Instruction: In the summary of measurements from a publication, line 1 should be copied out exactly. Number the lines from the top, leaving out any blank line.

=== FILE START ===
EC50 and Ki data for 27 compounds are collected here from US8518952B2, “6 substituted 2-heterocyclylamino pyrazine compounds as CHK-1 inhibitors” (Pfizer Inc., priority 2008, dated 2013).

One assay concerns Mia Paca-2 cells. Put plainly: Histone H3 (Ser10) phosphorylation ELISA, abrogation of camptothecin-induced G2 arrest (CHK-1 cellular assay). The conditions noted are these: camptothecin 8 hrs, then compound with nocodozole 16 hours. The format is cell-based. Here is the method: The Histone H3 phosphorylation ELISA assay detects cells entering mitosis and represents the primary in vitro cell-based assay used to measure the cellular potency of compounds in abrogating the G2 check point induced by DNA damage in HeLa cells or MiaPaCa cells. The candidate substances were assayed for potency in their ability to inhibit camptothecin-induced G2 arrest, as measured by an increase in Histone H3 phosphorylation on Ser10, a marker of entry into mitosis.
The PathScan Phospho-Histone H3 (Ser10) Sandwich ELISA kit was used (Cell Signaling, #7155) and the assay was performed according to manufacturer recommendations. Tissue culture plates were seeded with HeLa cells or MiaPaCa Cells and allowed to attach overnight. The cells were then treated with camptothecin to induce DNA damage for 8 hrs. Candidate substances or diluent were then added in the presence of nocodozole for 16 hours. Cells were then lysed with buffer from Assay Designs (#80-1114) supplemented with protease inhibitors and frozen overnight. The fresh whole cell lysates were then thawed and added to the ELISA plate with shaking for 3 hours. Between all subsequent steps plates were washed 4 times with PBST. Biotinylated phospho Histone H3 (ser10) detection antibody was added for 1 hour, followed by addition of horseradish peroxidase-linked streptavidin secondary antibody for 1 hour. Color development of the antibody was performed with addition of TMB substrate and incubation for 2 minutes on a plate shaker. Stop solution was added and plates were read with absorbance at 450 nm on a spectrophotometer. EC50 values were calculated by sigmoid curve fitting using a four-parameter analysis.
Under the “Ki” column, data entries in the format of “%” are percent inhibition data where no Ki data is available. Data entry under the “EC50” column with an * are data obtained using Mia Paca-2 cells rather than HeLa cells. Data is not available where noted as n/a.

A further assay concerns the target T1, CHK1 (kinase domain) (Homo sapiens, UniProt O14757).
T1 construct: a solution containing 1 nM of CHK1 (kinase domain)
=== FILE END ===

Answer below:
EC50 and Ki data for 27 compounds are collected here from US8518952B2, “6 substituted 2-heterocyclylamino pyrazine compounds as CHK-1 inhibitors” (Pfizer Inc., priority 2008, dated 2013).